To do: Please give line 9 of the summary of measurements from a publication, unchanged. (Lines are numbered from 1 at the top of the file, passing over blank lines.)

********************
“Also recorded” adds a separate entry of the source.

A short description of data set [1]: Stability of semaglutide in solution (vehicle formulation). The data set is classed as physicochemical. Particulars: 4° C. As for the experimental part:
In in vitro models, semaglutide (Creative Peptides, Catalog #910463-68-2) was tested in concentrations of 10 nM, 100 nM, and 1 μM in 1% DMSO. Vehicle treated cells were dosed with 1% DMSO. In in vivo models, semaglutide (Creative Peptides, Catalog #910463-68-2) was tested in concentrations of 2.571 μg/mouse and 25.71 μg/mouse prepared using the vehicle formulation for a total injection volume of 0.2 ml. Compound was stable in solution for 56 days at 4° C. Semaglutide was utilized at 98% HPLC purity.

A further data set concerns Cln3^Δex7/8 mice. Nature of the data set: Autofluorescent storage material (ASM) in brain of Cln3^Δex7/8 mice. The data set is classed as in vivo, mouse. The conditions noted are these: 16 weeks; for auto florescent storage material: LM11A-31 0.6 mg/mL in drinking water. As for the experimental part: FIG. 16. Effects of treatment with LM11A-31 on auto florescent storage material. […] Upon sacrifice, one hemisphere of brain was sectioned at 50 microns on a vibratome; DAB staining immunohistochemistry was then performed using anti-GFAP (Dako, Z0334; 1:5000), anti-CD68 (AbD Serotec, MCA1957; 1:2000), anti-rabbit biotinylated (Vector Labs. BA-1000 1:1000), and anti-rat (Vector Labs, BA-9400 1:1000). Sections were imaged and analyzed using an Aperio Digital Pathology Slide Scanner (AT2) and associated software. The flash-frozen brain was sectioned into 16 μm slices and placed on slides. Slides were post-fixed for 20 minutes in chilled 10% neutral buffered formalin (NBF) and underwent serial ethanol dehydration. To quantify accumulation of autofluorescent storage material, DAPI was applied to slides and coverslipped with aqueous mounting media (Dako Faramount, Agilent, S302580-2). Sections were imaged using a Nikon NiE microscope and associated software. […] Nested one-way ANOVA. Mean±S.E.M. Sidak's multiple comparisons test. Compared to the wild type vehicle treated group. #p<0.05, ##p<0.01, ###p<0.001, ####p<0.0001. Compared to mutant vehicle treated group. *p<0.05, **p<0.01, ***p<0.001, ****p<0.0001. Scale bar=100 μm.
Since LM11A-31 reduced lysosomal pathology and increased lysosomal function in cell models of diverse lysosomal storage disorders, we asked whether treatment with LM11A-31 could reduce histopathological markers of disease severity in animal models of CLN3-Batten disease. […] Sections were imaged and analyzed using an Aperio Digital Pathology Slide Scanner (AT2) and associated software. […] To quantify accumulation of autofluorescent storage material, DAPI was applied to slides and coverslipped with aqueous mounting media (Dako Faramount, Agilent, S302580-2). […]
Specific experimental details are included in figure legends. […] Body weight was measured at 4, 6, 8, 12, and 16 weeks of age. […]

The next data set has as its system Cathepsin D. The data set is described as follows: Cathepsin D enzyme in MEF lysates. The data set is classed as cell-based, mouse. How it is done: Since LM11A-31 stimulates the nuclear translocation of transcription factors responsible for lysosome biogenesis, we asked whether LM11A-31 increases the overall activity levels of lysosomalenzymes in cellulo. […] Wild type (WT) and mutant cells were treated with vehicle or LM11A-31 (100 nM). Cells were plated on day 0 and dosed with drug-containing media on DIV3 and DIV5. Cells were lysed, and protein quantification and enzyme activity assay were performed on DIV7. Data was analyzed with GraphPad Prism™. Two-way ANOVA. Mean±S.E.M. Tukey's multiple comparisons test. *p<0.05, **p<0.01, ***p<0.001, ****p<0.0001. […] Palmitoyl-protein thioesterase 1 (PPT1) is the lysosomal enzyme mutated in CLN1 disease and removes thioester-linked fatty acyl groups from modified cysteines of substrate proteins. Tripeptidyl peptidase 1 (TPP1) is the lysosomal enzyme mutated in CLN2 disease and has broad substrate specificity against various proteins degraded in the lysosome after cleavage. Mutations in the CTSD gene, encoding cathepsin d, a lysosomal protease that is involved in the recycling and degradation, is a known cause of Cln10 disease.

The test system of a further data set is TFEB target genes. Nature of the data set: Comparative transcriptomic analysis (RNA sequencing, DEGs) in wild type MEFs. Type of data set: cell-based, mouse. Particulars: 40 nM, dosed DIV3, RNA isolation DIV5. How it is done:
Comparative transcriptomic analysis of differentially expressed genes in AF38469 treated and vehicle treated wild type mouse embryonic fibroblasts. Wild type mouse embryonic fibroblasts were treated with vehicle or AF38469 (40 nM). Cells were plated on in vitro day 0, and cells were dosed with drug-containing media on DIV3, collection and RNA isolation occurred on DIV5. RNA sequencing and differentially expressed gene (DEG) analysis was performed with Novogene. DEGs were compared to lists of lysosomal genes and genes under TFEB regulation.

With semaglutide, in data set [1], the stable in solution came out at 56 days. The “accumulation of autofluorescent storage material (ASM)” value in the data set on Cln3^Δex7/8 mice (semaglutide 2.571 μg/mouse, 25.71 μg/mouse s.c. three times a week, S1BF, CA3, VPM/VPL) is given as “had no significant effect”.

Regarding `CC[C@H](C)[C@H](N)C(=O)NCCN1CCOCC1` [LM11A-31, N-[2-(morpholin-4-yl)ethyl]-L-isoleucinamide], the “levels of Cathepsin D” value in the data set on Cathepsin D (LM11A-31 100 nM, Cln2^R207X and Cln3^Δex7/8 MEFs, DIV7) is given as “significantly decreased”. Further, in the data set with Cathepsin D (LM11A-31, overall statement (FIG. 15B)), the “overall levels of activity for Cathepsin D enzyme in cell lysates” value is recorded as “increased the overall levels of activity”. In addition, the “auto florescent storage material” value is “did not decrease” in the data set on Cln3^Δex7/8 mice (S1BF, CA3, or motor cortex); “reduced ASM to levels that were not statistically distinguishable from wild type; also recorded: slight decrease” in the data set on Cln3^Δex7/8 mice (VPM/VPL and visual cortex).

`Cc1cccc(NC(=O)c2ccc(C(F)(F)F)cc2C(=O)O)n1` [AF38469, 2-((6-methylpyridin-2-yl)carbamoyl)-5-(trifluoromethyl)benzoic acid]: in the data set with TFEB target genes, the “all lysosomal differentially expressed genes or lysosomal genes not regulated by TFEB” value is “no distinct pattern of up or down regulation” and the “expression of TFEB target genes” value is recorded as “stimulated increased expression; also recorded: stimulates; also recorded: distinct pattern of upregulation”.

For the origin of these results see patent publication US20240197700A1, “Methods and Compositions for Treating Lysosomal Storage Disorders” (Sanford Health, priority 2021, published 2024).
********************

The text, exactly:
Comparative transcriptomic analysis of differentially expressed genes in AF38469 treated and vehicle treated wild type mouse embryonic fibroblasts. Wild type mouse embryonic fibroblasts were treated with vehicle or AF38469 (40 nM). Cells were plated on in vitro day 0, and cells were dosed with drug-containing media on DIV3, collection and RNA isolation occurred on DIV5. RNA sequencing and differentially expressed gene (DEG) analysis was performed with Novogene. DEGs were compared to lists of lysosomal genes and genes under TFEB regulation.